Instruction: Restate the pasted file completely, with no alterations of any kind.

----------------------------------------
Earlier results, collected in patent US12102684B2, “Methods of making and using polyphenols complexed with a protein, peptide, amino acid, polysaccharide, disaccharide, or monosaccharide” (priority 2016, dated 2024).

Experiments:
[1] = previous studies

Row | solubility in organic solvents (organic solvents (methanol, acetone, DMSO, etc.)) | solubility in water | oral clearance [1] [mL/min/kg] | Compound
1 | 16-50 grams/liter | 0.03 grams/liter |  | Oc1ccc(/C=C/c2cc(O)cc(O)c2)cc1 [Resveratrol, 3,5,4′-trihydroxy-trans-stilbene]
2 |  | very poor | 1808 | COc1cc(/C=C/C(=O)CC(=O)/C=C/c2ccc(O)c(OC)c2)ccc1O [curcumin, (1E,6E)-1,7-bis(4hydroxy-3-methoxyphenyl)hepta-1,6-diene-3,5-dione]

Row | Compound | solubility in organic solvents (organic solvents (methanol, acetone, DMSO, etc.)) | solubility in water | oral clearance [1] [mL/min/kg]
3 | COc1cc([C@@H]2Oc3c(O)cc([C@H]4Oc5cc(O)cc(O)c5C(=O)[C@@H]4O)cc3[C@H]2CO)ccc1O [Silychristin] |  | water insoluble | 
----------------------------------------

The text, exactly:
Earlier results, collected in patent US12102684B2, “Methods of making and using polyphenols complexed with a protein, peptide, amino acid, polysaccharide, disaccharide, or monosaccharide” (priority 2016, dated 2024).

Experiments:
[1] = previous studies

Row | solubility in organic solvents (organic solvents (methanol, acetone, DMSO, etc.)) | solubility in water | oral clearance [1] [mL/min/kg] | Compound
1 | 16-50 grams/liter | 0.03 grams/liter |  | Oc1ccc(/C=C/c2cc(O)cc(O)c2)cc1 [Resveratrol, 3,5,4′-trihydroxy-trans-stilbene]
2 |  | very poor | 1808 | COc1cc(/C=C/C(=O)CC(=O)/C=C/c2ccc(O)c(OC)c2)ccc1O [curcumin, (1E,6E)-1,7-bis(4hydroxy-3-methoxyphenyl)hepta-1,6-diene-3,5-dione]

Row | Compound | solubility in organic solvents (organic solvents (methanol, acetone, DMSO, etc.)) | solubility in water | oral clearance [1] [mL/min/kg]
3 | COc1cc([C@@H]2Oc3c(O)cc([C@H]4Oc5cc(O)cc(O)c5C(=O)[C@@H]4O)cc3[C@H]2CO)ccc1O [Silychristin] |  | water insoluble | 